Eastgate International, the Corporation claimed, was not only the biggest shopping centre in Europe (a title adopted by numerous contemporaneous shopping centres), but the most innovative in terms of shopping ‘experience’. The ‘galleries’ in the top levels of the shopping centre would provide a ‘unique retail environment’, in which small retailers could insert their shops into ready-made units. The Food Court would seat over 200 families, providing fast and cheap food for families from all over the world, offering them a chance to sample ‘oriental’ cuisines they otherwise would not encounter. For the wealthier consumer, a ‘restaurant on the world’ would offer a fine dining experience, with views looking down the entire shopping centre at the ‘drama’ of the movement of the shoppers below. In the eyes of the Corporation, the shopping centre was not just the site of commodity fetishization and exchange, but a spectacle in itself.

Eastgate was to be a ‘family friendly’ shopping centre, with a variety of ‘distractions’ for ‘children of all ages’. As well as the spectacle of shopping itself, families could enjoy live jazz bands and mobile entertainment. These ‘families’, however, were imagined as belonging exclusively to a white, heterosexual nuclear family unit, indicative of the conservative, mid-century economy of ideas about gender and race that had underpinned Basildon’s design since its very beginnings. In the 1950s, the male head of household was expected to move his (generally) white family to Basildon in search of a better life - in the 1980s, he took his family to Eastgate International Shopping Centre in search of a stimulating (‘exotic’ and ‘oriental’) experience for all ages. 

After Eastgate opened its doors in 1985, the Corporation welcomed proposals for an accompanying Towngate ‘leisure complex’. The leisure complex would feature a solarium, disco floor and ‘pleasure dome’, and would be connected to the adjacent shopping centre by a monorail. This monorail would shuttle consumers back and forth so that they might spend a whole day - and their money - in Basildon town centre. These proposals, however, were never realised. On the site of the ‘Towngate leisure complex’ - instead of these futuristic leisure facilities– sits the ‘Westgate’ shopping centre, opened in 1999 by Commercial Union Life Insurance after it purchased the site when the Commission for New Towns disposed of the town’s assets to the highest bidder. The unit at the very top of the Eastgate Centre – where the luxury ‘Restaurant on the World’ was to be located - remains empty and boarded up, having (as far as I can ascertain) never found an occupier.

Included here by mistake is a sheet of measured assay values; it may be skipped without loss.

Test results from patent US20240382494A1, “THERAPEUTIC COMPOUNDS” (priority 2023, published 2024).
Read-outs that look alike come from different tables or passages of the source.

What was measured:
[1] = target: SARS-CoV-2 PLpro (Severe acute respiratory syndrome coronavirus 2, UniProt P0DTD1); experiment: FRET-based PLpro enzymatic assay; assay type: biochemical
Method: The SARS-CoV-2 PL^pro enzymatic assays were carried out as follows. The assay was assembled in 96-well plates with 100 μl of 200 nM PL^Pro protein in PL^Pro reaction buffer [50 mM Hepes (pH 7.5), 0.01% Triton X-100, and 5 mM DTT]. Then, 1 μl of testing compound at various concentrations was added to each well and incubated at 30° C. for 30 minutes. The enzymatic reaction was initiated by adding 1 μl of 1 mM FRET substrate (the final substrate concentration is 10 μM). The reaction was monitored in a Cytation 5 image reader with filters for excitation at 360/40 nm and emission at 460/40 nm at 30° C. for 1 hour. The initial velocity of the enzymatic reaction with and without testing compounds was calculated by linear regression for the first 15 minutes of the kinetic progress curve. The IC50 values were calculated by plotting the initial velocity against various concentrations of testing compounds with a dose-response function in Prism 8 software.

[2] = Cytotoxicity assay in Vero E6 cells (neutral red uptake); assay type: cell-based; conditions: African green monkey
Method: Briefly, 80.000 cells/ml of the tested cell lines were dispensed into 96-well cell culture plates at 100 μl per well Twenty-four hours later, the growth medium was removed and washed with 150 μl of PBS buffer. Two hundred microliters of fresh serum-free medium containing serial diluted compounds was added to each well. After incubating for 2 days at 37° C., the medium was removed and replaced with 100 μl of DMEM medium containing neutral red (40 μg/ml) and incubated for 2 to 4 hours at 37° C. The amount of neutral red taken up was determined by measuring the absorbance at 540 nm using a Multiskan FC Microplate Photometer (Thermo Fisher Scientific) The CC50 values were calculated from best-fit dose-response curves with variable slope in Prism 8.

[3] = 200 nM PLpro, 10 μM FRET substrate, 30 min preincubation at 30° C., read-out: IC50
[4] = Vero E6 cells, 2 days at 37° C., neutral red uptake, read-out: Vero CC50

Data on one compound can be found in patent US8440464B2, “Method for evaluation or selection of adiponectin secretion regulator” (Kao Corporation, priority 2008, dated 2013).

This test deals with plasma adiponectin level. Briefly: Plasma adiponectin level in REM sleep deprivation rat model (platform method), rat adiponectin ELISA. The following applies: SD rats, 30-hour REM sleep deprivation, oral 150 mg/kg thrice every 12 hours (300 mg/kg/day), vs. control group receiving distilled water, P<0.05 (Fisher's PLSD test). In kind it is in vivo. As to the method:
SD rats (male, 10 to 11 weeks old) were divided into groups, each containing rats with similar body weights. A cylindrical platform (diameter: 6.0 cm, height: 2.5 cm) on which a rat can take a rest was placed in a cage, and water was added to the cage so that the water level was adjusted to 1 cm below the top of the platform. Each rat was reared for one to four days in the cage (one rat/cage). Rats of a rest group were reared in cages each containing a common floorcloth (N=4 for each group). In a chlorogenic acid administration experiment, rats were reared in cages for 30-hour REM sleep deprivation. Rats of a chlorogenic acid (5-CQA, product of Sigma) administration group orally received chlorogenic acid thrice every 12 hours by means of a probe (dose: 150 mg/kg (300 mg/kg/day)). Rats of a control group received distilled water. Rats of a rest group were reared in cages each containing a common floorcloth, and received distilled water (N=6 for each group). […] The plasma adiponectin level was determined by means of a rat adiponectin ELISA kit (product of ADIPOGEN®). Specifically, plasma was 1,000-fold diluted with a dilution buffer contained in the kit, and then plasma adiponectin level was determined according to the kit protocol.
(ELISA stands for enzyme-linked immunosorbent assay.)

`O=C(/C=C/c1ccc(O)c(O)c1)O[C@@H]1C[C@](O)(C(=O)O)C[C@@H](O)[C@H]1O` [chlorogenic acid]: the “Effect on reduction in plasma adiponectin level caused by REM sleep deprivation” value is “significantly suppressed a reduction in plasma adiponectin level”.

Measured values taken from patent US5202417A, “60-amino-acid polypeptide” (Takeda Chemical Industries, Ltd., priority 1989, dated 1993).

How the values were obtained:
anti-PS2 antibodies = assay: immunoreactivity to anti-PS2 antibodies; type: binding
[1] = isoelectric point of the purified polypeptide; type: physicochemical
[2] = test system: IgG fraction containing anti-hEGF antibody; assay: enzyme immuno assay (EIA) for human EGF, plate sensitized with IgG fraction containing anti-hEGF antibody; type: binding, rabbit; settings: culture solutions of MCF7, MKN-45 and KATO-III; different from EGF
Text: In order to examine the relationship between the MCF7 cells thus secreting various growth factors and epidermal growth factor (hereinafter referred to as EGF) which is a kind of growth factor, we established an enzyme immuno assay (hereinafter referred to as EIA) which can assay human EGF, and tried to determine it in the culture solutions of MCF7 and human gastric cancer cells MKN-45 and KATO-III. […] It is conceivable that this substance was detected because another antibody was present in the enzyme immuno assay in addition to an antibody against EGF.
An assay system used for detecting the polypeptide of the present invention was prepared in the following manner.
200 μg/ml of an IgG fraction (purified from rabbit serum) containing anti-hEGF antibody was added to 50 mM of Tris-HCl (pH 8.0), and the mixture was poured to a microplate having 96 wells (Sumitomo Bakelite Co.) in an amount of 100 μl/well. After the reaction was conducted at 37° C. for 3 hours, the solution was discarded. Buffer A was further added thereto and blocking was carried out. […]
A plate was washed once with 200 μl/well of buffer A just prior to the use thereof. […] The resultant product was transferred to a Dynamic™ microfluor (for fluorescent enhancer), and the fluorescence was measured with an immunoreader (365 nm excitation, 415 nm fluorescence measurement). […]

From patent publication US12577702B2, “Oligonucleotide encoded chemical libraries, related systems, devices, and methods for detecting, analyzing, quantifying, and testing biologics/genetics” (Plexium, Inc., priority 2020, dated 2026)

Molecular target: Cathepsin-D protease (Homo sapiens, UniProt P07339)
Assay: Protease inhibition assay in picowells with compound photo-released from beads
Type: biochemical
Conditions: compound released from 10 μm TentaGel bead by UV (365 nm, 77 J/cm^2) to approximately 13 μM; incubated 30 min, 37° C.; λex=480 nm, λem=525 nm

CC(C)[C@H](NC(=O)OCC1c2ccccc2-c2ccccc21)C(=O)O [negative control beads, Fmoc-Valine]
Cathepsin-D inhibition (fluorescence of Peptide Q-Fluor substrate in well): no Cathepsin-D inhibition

In 1993, Harry Bacon, an ex-employee of the Corporation’s Planning Office, reflected on the fate of the Eastgate Centre. The central government’s economic strategy, he argued, had actively undermined the Corporation’s attempts to develop the town centre as a tool for the Basildon’s economic recovery in the 1980s. Thatcher had been ‘especially dedicated to maximising competition between retailers’, an approach that was ultimately at odds with Basildon Development Corporation’s vision of a state-managed consumer-capitalism .[3]The Corporation social democracy (lite?) could not survive in a political climate in which ‘competition’ was being encouraged by a central government using its power to facilitate unregulated private development across the country. BDC could build its shopping centre, but it couldn’t stop rival, privately financed centers closing in on it in the emerging landscape of neoliberalism. 


[1]Essex Records Office, A9238, Box 32, 1967 Master Plan Inquiry Minutes.

[2]Essex Records Office, A11942, Box 16, The Upgrading of Basildon Town Centre.

[3]Essex Records Office, T1379, Harry Bacon, ‘Basildon New Town’, (1993).



TF FE